The power of documentation in meaningful learning

Exercises for an LMS

year-end reflection tools and activitiesThis past spring, a small group of Stowe Middle School students gathered to help their teachers and peers solve a problem. As students worked on independent interest projects, they periodically reflected on their learning. All were interested in finding ways to make this reflection meaningful, for both students and teachers.

But what does meaningful reflection look like? And how can we scaffold exercises that create meaningful reflection?

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“Who are we as West Rutland?”

Community exploration builds connection

community-based learning the humans of burkeWhat happens when you ask your students what they want to learn about and how they like to learn, then you turn them loose on a three-day self-directed series of projects generated from their ideas? Teachers at West Rutland School recently found out.

(Spoiler alert: it’s harder, fun, and more engaging than regular school days!)

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How to make a mini-documentary

Getting from footage to finished

videos to showcase content area learningYou’ve captured video of ALL THE THINGS.

You’ve diligently trained your device on the action as some truly amazing work has gone down in your school. You’re excited to have a video you can share with families, with the school board and add to your PLP portfolio.

So… now what?

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Students blogging for an authentic audience

Getting connected: online & with community members

student-led short story unitWhat if there was a way to spend less time grading your students’ writing, while also providing a valuable writing experience for them?

What if there was a way to bring interested, wise community members into your classroom on a regular basis?  I think I discovered a way: student blogs with readers from the local community.

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4 ways to jazz up a school exhibition

Going beyond the gallery walk

community based learningExhibition season is upon us!

And as you’re making ready to throw open the doors of your school and welcome in the community, let’s look at a handful of ways to jazz up any school event: by planning your capturing in advance, making interactive takeaways, going off-campus(!) or setting up a digital guestbook.

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When students share their work, it deepens the learning

Lessons from an exhibition

These days, I’ve been thinking about the reasons we ask students to share their work. A few weeks ago, I wrote about the connection that a public exhibition provides for parents and community. But as I wrote that piece, some other ideas were percolating in my brain about what happens when we share our work with others.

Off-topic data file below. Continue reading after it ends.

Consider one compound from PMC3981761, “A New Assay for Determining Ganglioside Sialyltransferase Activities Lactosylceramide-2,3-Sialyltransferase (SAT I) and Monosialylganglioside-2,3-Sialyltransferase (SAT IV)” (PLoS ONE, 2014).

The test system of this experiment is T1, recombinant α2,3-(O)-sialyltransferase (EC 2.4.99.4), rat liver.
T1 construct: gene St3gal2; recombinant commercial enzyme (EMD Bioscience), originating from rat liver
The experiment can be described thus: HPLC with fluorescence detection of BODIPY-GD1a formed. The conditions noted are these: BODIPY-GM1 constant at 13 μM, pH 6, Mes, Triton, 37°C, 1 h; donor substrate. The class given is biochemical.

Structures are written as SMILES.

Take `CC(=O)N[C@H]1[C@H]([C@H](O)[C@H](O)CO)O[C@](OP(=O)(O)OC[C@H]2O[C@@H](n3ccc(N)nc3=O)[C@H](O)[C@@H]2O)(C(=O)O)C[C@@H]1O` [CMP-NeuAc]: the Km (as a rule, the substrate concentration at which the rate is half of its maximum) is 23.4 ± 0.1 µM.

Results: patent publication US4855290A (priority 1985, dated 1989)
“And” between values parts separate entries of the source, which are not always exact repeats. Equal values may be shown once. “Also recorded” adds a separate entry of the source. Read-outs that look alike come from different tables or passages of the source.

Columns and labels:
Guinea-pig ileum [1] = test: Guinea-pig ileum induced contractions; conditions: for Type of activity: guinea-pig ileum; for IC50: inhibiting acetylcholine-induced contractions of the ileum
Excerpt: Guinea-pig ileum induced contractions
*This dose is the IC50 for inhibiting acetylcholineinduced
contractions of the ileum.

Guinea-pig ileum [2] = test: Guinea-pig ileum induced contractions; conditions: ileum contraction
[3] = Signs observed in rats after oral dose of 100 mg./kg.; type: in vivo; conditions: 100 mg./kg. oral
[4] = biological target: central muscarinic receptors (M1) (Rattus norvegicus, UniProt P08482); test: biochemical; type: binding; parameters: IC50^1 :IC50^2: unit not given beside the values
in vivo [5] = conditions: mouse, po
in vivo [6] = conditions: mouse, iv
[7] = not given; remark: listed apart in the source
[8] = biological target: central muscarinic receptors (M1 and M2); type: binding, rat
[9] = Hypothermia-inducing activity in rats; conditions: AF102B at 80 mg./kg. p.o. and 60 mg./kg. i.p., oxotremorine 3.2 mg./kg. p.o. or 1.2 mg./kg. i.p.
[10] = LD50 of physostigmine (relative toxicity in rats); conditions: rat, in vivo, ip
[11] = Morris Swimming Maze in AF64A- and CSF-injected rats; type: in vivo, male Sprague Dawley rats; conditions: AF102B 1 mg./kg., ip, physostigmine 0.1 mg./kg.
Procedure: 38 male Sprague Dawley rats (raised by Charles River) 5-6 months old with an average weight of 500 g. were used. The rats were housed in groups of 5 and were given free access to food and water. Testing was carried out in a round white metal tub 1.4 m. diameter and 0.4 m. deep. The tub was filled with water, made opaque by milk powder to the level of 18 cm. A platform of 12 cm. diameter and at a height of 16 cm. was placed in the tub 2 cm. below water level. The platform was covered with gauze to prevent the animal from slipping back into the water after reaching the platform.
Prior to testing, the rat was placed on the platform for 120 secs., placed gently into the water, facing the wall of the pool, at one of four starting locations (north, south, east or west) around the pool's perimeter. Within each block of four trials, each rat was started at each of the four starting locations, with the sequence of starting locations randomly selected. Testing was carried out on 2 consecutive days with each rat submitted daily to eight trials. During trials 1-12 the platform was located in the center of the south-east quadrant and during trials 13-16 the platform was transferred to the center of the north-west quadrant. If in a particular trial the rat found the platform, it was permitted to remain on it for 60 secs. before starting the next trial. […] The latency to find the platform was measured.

And then I got to experience those ideas for myself.

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Why host a whole-school exhibition?

Providing an arena for powerful family feedback

sharing STEAM projects with familiesSchool exhibitions take work. They take work to organize, schedule, promote and pull off, and they can feel overwhelming from the teacher side. But they also provide a very specific opportunity for students to stand proudly next to the results of all their hard work and say, “Yes. I did this.”

And that can be the best time and place for families to hear the pride in their student’s voice.

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Telling a complex story through imagery

The power of metaphorical thinking

year-end reflection tools and activitiesA picture can speak a thousand words and convey a complex concept that text on its own can’t quite manage. And the act of crafting them is a powerful way to synthesize understanding.

How would you create a visual whose goal is to capture the complexities of personalized learning?

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5 online resources for teaching current events

Tarrant Institute tool tutoriallsWhen things get tough, the tough use tools.

Whether you’re actively trying to embed current events in your curriculum or helping your students respond to the headlines, here are five useful tools to help you wrangle news in the classroom.

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How making supports integrative and informed thinking

Makerspace learning at Proctor Elementary

makerspaces and project-based learningIn this final post of our series on how maker-centered learning can help students develop transferable skills, we take a look at Integrative and Informed Thinking.

During EMMA’s visit to Proctor Elementary School, in Proctor VT, the potential for maker-centered learning to support students’ integrated and informed thinking really came to life. Once again, the Design Thinking process was used to guide the making, providing a structure within which students could build knowledge and systematize their thinking.

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